Siemens Gamesa Renewable Energy, the world’s largest supplier of offshore wind turbines, won the order for Dominion Energy’s 2,640-megawatt project off the coast of Virginia, solidifying its leading role in the burgeoning U.S. offshore market.

The deal ranks not only among the largest offshore turbine orders in history, but also among the largest the global wind industry has ever seen. It will further bolster the case for investment into the essentially nonexistent U.S. offshore wind supply chain.

Virginia-based Dominion, a major U.S. investor-owned utility group, secured the development rights for a large zone nearly 30 miles off the coast of its home state back in 2013. But its 2.64-gigawatt offshore project, by far the largest currently on the drawing board in the U.S., has come together rapidly — with Dominion only laying out its full $7.8 billion plan last September.

Dominion plans to build its project in three 880-megawatt phases, completing one phase each year from 2024 to 2026. The wind farm will plug into PJM’s wholesale power market, and its cost will be borne by Dominion's ratepayers.

Dominion's speed reflects Virginia’s accelerating ambitions for renewable energy, with Governor Ralph Northam last fall announcing a 30 percent renewable electricity requirement for 2030, as well as the surge in optimism the U.S. offshore market has seen over the last few years. Dominion paid $1.6 million for its offshore zone in 2013; the last federal offshore wind lease area auction saw three zones go for $135 million apiece.

Siemens Gamesa said the exact turbine models and capacity ratings have not yet been decided upon. But Shashi Barla, Wood Mackenzie's principal analyst for the global wind supply chain and technology, said competition with other manufacturers — notably GE's 12-megawatt Haliade-X model — may have led Siemens Gamesa to offer its next-generation turbine, an upgrade of the current 11-megawatt platform.

"SGRE may have aggressively pitched the next-generation turbine to fend off the competitive threat from GE and MHI Vestas," Barla said. "The project commissioning timelines of 2024-2026 bode well for SGRE's turbine development timeframe," Barla added.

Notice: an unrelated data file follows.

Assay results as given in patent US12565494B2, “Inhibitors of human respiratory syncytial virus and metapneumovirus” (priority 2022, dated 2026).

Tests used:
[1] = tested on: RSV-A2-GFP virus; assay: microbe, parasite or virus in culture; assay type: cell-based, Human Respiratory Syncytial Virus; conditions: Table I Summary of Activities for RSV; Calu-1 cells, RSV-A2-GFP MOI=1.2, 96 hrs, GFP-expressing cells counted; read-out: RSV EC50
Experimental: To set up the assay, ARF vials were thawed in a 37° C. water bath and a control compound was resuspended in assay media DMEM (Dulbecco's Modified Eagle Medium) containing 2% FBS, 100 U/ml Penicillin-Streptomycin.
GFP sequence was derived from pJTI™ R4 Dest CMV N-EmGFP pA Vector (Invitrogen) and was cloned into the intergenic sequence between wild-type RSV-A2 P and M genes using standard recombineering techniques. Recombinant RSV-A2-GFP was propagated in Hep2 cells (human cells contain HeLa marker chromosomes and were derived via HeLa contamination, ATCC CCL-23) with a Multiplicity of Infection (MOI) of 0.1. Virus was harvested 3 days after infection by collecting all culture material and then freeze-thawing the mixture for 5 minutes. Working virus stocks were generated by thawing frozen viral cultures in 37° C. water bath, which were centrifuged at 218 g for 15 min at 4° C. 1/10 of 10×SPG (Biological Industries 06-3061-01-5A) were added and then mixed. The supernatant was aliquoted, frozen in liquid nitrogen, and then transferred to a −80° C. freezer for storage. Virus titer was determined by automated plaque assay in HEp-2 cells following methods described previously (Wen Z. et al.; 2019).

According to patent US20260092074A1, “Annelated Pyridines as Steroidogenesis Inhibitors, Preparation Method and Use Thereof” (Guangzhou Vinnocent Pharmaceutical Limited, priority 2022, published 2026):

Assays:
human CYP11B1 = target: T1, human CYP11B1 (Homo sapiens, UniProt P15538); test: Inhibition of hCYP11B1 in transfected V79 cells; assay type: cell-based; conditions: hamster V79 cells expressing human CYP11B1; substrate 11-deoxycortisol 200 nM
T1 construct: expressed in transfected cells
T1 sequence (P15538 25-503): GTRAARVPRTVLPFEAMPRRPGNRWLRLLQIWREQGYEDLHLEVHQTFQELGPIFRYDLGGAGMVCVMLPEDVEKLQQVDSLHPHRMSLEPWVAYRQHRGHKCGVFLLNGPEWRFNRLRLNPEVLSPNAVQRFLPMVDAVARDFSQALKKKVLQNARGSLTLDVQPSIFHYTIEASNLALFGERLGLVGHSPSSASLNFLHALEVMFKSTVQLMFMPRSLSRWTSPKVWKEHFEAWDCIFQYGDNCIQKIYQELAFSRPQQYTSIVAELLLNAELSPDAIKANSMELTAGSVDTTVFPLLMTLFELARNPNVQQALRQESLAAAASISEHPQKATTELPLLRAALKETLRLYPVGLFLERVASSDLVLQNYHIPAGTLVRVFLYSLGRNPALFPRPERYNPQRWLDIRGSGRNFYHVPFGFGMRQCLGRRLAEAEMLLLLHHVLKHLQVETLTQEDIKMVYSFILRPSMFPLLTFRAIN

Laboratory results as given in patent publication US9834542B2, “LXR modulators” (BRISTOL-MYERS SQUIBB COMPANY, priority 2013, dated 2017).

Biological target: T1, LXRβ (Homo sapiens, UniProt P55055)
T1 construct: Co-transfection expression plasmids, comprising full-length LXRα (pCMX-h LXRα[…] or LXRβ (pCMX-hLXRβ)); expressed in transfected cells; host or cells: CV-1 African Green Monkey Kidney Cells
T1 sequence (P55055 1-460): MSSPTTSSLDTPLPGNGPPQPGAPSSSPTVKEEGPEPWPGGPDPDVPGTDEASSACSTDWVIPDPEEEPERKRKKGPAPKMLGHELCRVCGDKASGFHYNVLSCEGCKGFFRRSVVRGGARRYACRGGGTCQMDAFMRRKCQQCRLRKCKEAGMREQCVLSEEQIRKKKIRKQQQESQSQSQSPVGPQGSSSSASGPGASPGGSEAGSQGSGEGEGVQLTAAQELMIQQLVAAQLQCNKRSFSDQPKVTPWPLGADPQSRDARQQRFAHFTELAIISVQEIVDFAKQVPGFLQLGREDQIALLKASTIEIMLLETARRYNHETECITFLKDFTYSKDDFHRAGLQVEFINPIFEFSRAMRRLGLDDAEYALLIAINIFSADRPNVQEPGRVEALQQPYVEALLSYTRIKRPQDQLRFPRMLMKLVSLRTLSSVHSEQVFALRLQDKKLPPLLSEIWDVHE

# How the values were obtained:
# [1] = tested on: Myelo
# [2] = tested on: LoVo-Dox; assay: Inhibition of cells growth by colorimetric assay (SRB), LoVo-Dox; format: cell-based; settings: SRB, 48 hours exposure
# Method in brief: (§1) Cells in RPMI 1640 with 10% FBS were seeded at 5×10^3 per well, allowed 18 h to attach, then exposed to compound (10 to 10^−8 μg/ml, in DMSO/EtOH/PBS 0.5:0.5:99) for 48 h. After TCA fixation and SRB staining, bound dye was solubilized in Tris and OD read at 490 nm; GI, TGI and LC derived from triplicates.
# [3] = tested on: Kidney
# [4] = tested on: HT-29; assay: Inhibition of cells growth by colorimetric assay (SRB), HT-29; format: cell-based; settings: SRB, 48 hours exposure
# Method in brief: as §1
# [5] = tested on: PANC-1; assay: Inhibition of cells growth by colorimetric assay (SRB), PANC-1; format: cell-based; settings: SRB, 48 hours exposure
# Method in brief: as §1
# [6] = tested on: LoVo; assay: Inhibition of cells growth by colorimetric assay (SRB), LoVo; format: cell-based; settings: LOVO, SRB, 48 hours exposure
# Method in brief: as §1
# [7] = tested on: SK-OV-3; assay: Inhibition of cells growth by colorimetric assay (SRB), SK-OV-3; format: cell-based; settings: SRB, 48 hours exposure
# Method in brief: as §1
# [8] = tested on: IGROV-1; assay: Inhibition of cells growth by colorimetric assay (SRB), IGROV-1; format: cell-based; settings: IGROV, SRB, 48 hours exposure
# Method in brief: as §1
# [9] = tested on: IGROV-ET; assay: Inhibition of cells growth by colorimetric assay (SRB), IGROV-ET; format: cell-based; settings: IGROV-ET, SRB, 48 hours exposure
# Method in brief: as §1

The turbine deal remains subject to Dominion’s final investment decision, governmental permitting — no sure thing given Vineyard Wind's ongoing uncertainty — and other approvals.

Dominion will begin construction work after completing a 12-megawatt pilot this year at a site adjacent to the full zone off Virginia Beach, using two 6-megawatt turbines from Siemens Gamesa. Dominion’s pilot, developed in collaboration with Ørsted, looks set to become the second U.S. offshore wind facility in operation.

Huge new market for offshore turbine suppliers

Although the U.S. has a mere 30 megawatts of installed offshore wind capacity today, it has emerged over the past year as a source of massive orders for the trio of leading offshore turbine suppliers outside of China: Siemens Gamesa, MHI Vestas and GE.

MHI Vestas was first out of the gate, winning an order in late 2018 to supply Vineyard Wind’s now-delayed 800-megawatt project south of Martha’s Vineyard with 9.5-megawatt turbines. Last fall, GE won a 1.2-gigawatt Haliade-X order from Ørsted for projects in New Jersey and Maryland.

But even before winning Dominion’s order, Siemens Gamesa stood at the front of the pack, having secured a 1.7-gigawatt order from Ørsted for a trio of projects, including its 880-megawatt Sunrise Wind development for New York state. The latest deal "catapults" Siemens Gamesa to a 4.3-gigawatt order backlog in the U.S., Barla said.

With the U.S. on track to install more than 19 gigawatts of offshore wind capacity by 2028, according to Wood Mackenzie, turbine manufacturers are under pressure to create a local supply chain, both for political reasons and ultimately to avoid the cost of transporting enormous pieces of equipment across the ocean.

While Siemens Gamesa owns onshore wind factories in Kansas and Iowa, the manufacturer — like rivals GE and MHI Vestas — will supply the nacelles and blades for its earliest U.S. offshore projects from Europe.

GE, which has two offshore factories in France and another on the way in China, has said that it’s “inevitable” that big offshore wind factories will come to U.S. soil, without yet making any commitments of its own. Ørsted, the world's leading offshore wind developer, is working with Germany's EEW to establish a factory for subsea foundations in New Jersey.

Spain-based Siemens Gamesa is the world’s second-leading wind turbine supplier overall, after Vestas. But it’s the established market leader in the offshore arena, accounting for more than half of global installations to date, far surpassing its closest rivals, MHI Vestas and China’s Sewind, according to WoodMac data.

Globally, WoodMac expects 128 gigawatts of offshore wind capacity to be built between 2020 and 2028. The U.S. is poised to become the second-largest offshore wind market globally by 2023, Barla noted.

Germany’s Siemens, which holds a 59 percent stake in Siemens Gamesa, plans to merge the wind manufacturer with its own struggling energy division, creating a new multitechnology energy giant that is set for an initial public offering later this year.